Simple Effects that Make Game Visuals Feel More Impactful

2016-01-08 18:50:55 by Tyler
Updated

Last week I made my first post about Going From Amateur Hobbyist to Developing Games for a Living. This week I write about some techniques I like to use that make games feel better, visually. I've stolen all of these effects from other games and I encourage you to use them too.

Here is a little clip of special effects that I use in my games:

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Notice how motion lines, impact holds, screenshake, and particles make everything feel exciting to look at. For a little extra work, these effects create a huge impact in making the game feel more appealing to look at. 

Below is a breakdown of the tricks that I employ in my games that add visual impact to gameplay.


1. Motion Lines


These effects emphasize speed and power. I totally ripped them off from the Japanese. Notice the same motion lines around the edges that appear when the character inflicts a heavy hit.

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Anime and games like Smash Bros employee these techniques a lot. As you can see in my first gif, I like to have them appear a frame before impact holds to really emphasize hits. Use these whenever something you want to highlight happens in game.


2. Impact Holds


This is something you see a lot in anime when the artist wants to imply heavy impact between two forces. Right before a powerful spell happens, I will employ holds like these.

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Notice how right before the one robot crosses weapons with the other, a brief impact flash occurs for a frame.

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A lot of games today have “holds” where the game pauses the action for a split second to imply a powerful impact. Smash Bros tends to pause hits on characters to emphasize that an attack's recipient was hit hard. I find anime-esque impacts like these take the appeal of holds one step further.


3. Screenshake


This examples’s pretty obvious and is used everywhere in animation. Still, it’s worth emphasizing how effective it is.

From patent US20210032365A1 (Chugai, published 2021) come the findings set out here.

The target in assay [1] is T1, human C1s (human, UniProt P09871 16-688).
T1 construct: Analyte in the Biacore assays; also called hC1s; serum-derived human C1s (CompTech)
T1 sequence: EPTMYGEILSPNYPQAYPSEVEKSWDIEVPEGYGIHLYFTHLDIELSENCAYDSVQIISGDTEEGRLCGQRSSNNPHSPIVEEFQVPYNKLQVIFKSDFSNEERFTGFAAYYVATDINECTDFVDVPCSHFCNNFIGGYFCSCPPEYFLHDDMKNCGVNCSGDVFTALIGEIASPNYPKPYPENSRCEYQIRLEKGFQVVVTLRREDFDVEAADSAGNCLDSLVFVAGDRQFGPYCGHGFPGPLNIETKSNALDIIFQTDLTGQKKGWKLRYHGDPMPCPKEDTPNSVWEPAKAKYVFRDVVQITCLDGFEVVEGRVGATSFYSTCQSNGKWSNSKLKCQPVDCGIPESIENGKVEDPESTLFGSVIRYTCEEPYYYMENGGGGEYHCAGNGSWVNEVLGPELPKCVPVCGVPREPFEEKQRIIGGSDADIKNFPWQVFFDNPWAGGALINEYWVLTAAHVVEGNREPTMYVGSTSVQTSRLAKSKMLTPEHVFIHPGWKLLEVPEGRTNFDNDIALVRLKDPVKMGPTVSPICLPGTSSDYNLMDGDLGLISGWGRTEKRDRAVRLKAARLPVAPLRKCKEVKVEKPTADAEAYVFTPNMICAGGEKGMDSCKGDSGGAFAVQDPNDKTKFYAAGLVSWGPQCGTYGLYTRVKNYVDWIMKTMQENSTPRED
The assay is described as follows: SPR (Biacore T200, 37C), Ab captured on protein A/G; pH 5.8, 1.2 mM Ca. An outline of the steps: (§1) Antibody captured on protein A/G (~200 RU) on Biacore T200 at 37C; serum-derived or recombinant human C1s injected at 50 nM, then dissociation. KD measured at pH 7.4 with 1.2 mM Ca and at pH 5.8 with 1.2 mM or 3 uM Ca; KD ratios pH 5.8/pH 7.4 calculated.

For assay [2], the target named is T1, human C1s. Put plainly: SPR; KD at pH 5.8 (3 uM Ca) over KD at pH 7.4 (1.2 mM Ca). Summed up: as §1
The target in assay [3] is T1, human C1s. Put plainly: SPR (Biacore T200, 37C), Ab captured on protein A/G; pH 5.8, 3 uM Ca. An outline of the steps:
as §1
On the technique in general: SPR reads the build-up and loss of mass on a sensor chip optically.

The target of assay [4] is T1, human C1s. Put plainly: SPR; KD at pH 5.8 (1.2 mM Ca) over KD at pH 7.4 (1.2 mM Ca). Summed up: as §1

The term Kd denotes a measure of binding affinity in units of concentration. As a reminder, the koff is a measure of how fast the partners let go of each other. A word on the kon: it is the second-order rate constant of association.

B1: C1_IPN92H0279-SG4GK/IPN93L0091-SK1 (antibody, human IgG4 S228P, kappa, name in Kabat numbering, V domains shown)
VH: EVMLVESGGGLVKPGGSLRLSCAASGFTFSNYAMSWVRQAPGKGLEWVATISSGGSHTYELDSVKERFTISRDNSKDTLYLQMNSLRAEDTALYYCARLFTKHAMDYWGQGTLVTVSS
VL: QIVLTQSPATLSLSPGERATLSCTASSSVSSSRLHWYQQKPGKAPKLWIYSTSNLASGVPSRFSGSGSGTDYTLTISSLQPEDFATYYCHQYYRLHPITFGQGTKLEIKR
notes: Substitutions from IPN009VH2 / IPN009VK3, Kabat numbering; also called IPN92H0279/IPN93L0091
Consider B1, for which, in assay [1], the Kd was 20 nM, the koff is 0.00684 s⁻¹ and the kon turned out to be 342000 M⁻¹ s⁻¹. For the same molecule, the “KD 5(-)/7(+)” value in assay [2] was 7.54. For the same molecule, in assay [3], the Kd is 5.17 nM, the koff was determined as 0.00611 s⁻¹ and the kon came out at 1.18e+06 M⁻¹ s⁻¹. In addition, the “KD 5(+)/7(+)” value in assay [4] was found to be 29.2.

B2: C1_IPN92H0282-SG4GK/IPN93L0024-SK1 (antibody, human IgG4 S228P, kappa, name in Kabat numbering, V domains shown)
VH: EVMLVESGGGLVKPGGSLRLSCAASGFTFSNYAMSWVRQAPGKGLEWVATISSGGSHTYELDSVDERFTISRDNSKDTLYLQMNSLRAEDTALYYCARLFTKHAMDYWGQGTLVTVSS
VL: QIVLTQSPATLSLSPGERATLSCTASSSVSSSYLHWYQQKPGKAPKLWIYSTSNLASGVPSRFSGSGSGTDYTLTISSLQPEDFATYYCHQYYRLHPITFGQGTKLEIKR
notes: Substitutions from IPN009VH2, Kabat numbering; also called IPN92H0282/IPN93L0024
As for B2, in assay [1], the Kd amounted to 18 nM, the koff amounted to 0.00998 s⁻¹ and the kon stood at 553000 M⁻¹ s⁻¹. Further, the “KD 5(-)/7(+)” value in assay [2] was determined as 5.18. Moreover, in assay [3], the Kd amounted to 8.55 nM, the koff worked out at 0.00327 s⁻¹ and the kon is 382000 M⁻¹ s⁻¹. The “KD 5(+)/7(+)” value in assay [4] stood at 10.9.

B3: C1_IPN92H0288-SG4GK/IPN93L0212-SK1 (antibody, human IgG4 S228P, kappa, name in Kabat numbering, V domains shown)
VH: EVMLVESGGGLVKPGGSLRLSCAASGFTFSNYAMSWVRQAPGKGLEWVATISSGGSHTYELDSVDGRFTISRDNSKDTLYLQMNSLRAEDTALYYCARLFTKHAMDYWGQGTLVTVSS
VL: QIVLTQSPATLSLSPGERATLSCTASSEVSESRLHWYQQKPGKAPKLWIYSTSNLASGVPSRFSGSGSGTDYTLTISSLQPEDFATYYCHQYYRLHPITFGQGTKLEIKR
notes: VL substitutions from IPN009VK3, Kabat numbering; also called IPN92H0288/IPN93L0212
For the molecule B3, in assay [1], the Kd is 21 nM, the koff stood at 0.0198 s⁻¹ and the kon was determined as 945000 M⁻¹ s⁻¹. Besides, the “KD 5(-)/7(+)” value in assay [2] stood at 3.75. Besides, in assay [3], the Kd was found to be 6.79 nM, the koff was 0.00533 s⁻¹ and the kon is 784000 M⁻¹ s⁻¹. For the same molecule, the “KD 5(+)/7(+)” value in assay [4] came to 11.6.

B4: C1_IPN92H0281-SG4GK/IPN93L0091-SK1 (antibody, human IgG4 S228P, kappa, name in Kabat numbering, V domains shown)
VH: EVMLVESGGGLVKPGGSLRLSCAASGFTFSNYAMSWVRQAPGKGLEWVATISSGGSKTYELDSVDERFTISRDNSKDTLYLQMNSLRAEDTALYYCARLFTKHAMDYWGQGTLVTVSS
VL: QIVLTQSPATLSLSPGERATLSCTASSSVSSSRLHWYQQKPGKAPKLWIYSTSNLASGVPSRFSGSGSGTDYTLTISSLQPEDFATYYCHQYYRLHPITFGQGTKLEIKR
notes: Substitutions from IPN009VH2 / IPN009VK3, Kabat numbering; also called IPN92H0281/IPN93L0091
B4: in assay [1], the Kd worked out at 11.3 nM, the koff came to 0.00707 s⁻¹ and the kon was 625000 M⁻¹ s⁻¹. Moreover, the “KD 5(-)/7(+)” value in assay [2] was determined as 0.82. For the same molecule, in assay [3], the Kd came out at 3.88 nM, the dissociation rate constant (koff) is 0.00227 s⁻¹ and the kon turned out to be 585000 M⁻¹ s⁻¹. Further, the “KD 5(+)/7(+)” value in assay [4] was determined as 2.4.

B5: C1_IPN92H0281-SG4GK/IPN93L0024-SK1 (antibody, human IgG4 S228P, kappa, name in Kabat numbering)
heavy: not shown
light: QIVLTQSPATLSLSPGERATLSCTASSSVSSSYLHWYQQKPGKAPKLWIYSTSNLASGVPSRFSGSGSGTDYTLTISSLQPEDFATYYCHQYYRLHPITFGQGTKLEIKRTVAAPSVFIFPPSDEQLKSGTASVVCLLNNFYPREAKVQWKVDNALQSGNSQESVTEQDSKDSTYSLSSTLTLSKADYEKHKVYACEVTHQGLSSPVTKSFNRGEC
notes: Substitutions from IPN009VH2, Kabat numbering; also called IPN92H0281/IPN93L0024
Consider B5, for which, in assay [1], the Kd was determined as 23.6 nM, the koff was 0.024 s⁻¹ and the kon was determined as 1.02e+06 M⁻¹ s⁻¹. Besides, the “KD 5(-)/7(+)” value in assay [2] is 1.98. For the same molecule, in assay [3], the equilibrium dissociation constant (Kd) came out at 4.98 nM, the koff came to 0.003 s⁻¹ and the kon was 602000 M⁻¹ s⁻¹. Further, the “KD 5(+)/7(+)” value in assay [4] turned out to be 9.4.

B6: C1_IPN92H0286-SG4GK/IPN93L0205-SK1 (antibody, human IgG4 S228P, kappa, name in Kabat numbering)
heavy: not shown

The moving of the screen makes your characters actions feel like they have more weight. When a character fires his gun or something heavy hits in game, use a screenshake.


4. Particles


Particles are very simple but create a lot of extra visual interest for very minimal effort. I use a lot of particles. Some are hand animated, some are handled via programming. 

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In this example: whenever the Priestess heals, white particles fly from her staff. Also, purple particles appear over her target. The Marksman also drops a shell casing everytime he shoots. Those are added via programming.

Not all particles need to be animated with code. When characters are hit, I have little hand-animated impact particles appear too.

You can add these in all sorts of places. When characters run, make dust kick up. When a character in a shooter misses its target and hits a wall, have smoke come out of the bullethole.


5. Lingering effects


Effects that persist on screen for a while remind players they’ve caused serious carnage. By keeping effects around for a while, you create a scene telling the player they’ve left their own mark in the world.

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When an explosion happens, visual indicators like smoke, scorch marks and embers emphasize this. The smoke fades out slowly and fire persists long after the explosion has faded away.

Having corpses and bloodstains of slain enemies stay on the screen for awhile is another way to add lingering visuals.


6. Persistent Motion